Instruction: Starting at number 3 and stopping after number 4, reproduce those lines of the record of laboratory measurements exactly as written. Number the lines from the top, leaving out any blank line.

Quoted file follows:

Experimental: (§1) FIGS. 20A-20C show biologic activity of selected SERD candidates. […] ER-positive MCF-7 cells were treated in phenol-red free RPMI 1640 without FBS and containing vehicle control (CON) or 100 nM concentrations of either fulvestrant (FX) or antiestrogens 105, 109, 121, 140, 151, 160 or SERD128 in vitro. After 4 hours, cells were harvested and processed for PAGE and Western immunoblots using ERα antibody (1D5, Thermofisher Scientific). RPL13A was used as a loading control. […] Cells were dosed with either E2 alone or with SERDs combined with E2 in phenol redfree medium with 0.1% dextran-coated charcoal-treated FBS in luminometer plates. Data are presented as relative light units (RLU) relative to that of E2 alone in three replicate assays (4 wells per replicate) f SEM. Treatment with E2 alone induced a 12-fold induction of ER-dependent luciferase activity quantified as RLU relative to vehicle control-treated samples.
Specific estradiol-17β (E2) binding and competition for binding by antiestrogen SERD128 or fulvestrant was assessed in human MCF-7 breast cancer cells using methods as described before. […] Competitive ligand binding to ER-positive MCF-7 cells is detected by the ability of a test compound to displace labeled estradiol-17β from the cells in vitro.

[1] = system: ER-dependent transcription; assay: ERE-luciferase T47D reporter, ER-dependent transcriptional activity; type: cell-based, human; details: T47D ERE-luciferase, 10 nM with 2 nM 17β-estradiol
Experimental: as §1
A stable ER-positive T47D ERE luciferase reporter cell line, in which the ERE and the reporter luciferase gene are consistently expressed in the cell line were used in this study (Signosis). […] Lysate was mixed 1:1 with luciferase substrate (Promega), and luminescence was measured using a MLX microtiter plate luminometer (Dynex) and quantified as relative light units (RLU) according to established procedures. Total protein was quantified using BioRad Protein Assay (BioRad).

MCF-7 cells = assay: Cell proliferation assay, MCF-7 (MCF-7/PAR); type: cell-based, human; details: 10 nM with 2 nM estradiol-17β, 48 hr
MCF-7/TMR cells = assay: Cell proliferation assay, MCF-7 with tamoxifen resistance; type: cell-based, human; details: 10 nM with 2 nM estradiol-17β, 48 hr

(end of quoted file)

[1] = system: ER-dependent transcription; assay: ERE-luciferase T47D reporter, ER-dependent transcriptional activity; type: cell-based, human; details: T47D ERE-luciferase, 10 nM with 2 nM 17β-estradiol
Experimental: as §1